ACUTE PAIN MANAGEMENT IN OLDER ADULTS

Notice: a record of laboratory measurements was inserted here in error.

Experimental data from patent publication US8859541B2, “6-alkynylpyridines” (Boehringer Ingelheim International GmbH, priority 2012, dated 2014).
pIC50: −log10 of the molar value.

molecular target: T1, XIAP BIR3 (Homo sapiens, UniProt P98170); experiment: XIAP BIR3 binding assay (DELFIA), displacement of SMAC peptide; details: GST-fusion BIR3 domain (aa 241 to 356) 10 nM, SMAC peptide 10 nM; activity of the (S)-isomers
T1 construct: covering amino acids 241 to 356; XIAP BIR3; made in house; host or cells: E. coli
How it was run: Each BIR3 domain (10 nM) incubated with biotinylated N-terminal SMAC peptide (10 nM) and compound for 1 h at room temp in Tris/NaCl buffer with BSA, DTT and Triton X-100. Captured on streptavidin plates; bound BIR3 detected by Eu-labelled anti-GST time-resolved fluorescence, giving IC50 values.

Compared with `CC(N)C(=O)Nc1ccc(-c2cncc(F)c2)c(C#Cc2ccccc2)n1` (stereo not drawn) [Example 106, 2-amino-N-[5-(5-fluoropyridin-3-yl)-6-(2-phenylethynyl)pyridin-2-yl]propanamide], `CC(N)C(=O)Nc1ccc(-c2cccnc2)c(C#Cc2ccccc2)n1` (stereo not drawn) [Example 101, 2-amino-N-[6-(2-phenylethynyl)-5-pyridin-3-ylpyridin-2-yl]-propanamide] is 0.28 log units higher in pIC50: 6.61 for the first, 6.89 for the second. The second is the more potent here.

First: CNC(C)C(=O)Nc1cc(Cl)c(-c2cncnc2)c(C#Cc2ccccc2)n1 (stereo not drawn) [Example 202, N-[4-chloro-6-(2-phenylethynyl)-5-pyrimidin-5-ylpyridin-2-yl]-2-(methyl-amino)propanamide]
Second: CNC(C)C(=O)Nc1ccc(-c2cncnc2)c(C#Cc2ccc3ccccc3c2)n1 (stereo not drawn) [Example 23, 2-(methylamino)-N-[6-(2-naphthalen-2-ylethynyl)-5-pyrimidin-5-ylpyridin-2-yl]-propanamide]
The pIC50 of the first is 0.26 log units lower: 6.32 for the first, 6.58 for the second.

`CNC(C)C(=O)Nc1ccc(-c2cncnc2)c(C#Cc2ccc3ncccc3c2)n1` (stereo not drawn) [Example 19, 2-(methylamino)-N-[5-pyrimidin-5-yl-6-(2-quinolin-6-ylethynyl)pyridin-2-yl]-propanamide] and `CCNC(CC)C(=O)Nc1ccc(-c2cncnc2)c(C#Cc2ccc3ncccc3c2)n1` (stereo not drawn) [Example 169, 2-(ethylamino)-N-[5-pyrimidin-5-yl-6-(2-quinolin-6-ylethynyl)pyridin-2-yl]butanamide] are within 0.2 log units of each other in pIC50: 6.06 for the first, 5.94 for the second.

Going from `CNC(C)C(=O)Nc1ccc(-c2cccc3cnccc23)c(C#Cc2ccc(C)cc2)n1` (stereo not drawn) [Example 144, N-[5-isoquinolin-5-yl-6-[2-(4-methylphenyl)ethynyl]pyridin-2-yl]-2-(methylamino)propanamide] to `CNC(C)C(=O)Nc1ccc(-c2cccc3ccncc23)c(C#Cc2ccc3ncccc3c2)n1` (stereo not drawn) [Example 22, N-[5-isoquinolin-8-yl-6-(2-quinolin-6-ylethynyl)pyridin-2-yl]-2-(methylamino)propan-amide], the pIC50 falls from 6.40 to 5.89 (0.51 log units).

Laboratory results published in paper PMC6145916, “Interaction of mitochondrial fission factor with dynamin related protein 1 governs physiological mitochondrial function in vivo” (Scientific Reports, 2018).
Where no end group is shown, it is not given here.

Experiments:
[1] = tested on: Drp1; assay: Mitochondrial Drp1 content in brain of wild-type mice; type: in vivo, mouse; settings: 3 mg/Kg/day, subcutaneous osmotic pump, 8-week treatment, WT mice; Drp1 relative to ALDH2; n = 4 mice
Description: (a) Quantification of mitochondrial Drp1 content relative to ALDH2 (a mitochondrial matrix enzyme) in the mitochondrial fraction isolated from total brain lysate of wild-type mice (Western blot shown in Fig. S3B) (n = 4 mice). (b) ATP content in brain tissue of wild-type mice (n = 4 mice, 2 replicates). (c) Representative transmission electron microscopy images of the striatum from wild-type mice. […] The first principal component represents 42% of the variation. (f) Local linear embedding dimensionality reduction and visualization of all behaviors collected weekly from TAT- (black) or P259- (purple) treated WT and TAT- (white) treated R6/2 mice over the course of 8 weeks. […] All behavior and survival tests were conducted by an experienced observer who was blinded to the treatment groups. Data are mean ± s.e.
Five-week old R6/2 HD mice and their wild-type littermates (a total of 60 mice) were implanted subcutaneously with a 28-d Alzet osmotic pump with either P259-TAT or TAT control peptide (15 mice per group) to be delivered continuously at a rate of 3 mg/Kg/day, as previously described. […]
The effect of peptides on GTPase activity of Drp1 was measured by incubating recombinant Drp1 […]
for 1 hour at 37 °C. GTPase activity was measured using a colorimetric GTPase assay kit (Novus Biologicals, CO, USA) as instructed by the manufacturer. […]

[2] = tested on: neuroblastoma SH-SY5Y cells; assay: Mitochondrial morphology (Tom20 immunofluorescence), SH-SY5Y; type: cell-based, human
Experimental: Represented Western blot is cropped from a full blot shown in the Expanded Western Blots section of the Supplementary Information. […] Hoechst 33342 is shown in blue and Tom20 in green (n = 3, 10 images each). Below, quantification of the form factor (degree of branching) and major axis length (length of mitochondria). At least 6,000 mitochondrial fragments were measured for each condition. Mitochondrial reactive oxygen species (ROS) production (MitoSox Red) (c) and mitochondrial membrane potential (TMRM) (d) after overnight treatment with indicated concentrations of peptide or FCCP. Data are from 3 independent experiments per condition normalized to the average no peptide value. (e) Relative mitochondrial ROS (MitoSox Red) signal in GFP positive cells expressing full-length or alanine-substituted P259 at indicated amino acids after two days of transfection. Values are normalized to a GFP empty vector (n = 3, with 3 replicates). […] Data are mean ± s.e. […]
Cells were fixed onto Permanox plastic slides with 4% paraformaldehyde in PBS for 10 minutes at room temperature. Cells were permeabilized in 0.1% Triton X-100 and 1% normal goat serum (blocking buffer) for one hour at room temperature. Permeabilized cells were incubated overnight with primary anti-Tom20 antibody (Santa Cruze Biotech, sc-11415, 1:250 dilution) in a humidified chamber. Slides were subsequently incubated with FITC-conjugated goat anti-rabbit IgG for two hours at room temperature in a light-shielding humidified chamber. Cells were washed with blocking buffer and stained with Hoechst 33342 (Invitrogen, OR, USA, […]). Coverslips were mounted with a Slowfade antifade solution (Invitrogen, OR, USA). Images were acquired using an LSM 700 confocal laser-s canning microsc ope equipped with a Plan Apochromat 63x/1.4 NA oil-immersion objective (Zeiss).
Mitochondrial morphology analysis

Effective analgesia can not only improve patient comfort but may also reduce the risk of deleterious consequences as mentioned above. Pain assessment tools should be used and documented consistently across all clinical care settings that are appropriate to patient’s cognitive abilities. This will be necessary to overcome barriers that hinder communication regarding unrelieved pain. There are concerns for postoperative cognitive decline associated with the use of general anesthetics, benzodiazepines, and opioid analgesic medications in older adults. Physiological frailty makes the use of regional as well as neuraxial modalities challenging. Providers should recognize that older adult patients might respond differently than their younger counterparts to pain and analgesic medications, due to comorbidities and are more likely to be on multiple medications. Hence, providers need to be extra vigilant about dose titration, to avoid side effects of the drugs such as excessive somnolence, balance problems, and constipation. They should look into optimal utilization of nonpharmacological modalities such as heating pads, ice packs, and/or topical medications whenever possible. In this vulnerable population, a multimodal analgesic strategy should be used to optimize analgesia and minimize side effects. An example of “balanced analgesia” could include combining opioids with nonsteroidal anti-inflammatory drugs (NSAIDs) and neuromodulators such as gabapentin and pregabalin. At the same time, it could mean using regional techniques, such as peripheral nerve blocks and neuraxial analgesia concurrently with systemic pharmacologic options.19 Unfortunately, a paucity of well-designed studies to delineate an optimal combination of effective therapies has not been conducted. In lieu of focused studies, clinicians must use the available data, extrapolate available information, and individualize therapy based on patient-specific factors. A pain service consult should be requested for patients with inadequately controlled moderate to severe pain related to trauma, surgery, cancer, or acute on chronic pain flare-ups related to various disease states. Intravenous or neuraxial route may be required to control pain initially. Once the patient starts to tolerate oral medications, the analgesic regimen can be changed from intravenous to oral opioid, including oxycodone, hydrocodone, hydromorphone, morphine, tramadol, tapentodol, or combination medications like hydrocodone-acetaminophen or oxycodone-acetaminophen. Uses of oral acetaminophen and/or NSAIDs are recommended for additive effect.